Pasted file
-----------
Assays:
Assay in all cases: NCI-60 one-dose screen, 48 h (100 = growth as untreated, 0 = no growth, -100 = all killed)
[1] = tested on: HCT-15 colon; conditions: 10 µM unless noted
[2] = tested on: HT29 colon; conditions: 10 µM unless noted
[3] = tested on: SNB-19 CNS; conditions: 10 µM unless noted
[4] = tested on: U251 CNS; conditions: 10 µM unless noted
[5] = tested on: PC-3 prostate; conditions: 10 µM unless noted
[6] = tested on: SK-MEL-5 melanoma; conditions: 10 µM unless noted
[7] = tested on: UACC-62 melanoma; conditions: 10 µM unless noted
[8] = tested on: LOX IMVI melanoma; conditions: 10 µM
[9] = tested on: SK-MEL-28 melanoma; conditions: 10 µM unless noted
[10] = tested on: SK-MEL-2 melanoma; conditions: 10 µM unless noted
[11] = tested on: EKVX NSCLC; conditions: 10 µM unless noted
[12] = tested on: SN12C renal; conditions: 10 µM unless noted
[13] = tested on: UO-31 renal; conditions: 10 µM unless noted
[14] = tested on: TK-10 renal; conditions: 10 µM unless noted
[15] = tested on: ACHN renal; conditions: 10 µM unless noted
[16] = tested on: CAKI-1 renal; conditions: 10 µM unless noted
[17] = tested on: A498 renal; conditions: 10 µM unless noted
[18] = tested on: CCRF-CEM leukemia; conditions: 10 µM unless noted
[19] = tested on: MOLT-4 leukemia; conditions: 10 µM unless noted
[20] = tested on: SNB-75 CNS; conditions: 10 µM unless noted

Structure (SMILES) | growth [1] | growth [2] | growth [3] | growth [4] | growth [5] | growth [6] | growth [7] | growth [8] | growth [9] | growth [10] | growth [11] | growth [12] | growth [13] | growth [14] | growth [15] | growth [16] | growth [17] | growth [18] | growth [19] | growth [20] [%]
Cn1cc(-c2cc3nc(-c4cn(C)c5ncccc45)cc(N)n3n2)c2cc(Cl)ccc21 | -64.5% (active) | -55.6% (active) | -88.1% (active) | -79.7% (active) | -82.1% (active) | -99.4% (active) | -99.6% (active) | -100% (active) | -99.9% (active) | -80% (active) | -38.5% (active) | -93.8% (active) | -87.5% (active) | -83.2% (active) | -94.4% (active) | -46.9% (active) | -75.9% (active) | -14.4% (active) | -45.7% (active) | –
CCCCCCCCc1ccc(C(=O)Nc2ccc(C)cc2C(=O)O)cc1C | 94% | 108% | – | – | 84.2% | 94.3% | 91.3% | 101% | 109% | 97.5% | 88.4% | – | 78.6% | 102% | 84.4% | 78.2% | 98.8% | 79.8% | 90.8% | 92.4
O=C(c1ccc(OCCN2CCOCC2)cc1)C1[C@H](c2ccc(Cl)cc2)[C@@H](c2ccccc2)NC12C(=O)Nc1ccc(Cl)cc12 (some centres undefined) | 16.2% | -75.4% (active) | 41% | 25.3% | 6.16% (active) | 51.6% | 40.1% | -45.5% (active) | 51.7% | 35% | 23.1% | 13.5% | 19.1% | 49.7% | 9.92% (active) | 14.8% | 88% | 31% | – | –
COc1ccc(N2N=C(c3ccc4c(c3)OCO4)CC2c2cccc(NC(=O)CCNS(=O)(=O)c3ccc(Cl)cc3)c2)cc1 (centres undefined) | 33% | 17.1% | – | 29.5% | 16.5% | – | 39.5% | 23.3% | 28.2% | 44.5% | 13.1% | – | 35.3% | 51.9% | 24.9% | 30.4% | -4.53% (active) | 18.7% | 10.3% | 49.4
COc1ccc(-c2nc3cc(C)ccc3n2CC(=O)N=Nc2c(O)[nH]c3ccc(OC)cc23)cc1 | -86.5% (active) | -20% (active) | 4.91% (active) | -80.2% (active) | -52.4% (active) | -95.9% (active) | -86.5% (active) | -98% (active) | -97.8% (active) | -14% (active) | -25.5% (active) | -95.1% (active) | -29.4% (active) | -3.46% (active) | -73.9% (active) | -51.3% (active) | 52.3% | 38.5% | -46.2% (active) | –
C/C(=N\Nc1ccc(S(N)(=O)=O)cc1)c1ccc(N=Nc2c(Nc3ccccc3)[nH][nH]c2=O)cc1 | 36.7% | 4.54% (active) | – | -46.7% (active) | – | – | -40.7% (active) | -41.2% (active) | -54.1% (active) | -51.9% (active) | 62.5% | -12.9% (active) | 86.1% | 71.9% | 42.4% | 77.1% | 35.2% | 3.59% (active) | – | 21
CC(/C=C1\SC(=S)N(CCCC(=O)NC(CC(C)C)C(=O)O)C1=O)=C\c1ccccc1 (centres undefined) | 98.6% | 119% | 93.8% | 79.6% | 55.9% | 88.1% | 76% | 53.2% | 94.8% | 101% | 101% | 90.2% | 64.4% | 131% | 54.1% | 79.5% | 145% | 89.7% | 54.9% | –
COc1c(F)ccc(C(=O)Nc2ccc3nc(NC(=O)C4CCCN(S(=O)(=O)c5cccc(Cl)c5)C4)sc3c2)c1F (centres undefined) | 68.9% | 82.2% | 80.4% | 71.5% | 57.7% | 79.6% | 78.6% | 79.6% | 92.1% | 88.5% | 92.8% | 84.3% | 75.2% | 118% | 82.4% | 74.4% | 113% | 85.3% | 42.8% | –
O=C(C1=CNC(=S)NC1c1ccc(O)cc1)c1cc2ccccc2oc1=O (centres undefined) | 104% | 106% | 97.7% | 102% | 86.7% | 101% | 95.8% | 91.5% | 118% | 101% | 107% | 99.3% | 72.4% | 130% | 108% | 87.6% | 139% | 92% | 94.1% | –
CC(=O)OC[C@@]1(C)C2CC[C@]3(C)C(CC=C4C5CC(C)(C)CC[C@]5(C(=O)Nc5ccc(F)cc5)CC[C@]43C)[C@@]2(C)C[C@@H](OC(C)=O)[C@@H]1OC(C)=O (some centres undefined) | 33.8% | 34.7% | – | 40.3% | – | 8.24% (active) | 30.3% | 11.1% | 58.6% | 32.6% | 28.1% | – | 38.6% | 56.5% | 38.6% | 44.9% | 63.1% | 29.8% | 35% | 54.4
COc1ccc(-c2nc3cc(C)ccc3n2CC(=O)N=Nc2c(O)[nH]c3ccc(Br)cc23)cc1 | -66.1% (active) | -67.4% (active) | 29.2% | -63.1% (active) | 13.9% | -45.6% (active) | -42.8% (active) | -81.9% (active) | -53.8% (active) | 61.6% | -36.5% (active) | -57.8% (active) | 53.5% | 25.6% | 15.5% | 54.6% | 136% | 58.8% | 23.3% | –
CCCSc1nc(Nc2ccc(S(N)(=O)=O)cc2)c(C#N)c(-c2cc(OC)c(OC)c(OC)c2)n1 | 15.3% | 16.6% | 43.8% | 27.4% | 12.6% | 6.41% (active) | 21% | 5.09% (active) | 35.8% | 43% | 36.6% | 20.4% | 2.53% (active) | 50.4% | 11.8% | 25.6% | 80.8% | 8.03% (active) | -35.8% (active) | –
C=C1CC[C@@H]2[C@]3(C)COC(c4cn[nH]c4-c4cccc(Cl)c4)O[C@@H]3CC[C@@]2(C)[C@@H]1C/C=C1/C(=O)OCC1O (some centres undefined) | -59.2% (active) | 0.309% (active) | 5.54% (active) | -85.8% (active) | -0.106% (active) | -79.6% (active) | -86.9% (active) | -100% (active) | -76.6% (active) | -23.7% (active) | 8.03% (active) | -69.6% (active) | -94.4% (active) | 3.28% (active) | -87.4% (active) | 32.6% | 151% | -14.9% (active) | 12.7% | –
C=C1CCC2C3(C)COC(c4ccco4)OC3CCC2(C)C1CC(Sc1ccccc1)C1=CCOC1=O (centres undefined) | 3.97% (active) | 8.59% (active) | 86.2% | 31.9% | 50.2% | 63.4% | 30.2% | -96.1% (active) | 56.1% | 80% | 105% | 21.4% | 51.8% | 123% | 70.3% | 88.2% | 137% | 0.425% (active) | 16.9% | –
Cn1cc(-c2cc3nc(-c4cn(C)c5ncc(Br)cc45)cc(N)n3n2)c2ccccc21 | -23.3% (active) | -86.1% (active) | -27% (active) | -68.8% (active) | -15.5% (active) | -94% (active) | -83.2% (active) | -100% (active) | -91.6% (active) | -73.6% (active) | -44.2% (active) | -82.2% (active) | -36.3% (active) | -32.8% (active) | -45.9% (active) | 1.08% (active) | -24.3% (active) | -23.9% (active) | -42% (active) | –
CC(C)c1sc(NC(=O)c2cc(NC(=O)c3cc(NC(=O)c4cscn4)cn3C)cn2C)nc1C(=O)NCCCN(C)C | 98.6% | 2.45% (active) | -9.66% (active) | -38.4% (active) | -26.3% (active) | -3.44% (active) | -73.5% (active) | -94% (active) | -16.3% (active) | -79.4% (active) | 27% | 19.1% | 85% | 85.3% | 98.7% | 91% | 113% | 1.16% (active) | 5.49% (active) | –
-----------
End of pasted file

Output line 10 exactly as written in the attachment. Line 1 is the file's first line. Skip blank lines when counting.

[8] = tested on: LOX IMVI melanoma; conditions: 10 µM